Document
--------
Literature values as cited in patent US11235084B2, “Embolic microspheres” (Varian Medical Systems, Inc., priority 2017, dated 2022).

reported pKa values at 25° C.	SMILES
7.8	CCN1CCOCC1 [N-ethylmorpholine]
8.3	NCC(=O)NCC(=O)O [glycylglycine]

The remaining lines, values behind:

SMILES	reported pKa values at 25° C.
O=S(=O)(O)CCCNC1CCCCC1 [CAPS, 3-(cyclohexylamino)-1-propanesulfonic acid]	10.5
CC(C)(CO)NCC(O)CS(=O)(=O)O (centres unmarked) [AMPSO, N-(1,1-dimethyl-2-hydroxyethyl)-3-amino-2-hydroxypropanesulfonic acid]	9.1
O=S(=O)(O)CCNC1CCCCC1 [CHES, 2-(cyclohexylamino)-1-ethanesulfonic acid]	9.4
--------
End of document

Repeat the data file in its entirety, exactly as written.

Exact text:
Literature values as cited in patent US11235084B2, “Embolic microspheres” (Varian Medical Systems, Inc., priority 2017, dated 2022).

reported pKa values at 25° C.	SMILES
7.8	CCN1CCOCC1 [N-ethylmorpholine]
8.3	NCC(=O)NCC(=O)O [glycylglycine]

The remaining lines, values behind:

SMILES	reported pKa values at 25° C.
O=S(=O)(O)CCCNC1CCCCC1 [CAPS, 3-(cyclohexylamino)-1-propanesulfonic acid]	10.5
CC(C)(CO)NCC(O)CS(=O)(=O)O (centres unmarked) [AMPSO, N-(1,1-dimethyl-2-hydroxyethyl)-3-amino-2-hydroxypropanesulfonic acid]	9.1
O=S(=O)(O)CCNC1CCCCC1 [CHES, 2-(cyclohexylamino)-1-ethanesulfonic acid]	9.4